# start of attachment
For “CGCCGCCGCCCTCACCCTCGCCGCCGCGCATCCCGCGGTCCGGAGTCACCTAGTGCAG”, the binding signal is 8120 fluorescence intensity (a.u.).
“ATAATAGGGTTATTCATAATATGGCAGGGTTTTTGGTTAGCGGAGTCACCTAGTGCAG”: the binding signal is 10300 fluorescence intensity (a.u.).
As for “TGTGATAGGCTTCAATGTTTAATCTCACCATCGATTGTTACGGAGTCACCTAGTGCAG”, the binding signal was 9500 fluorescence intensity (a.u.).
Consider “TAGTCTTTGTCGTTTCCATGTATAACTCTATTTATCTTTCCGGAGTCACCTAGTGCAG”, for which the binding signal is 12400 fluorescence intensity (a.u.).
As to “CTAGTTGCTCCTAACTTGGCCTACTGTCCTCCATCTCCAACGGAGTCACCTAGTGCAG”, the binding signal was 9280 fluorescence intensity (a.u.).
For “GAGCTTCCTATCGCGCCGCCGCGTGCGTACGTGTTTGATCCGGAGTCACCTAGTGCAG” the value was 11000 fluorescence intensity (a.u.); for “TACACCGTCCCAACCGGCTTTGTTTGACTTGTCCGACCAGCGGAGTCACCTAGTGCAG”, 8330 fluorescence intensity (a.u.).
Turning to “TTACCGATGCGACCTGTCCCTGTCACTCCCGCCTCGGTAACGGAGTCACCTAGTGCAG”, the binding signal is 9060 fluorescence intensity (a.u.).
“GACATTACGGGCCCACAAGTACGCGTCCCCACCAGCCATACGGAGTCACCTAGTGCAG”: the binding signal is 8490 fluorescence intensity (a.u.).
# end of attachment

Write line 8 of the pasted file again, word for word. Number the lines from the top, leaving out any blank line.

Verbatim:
“GACATTACGGGCCCACAAGTACGCGTCCCCACCAGCCATACGGAGTCACCTAGTGCAG”: the binding signal is 8490 fluorescence intensity (a.u.).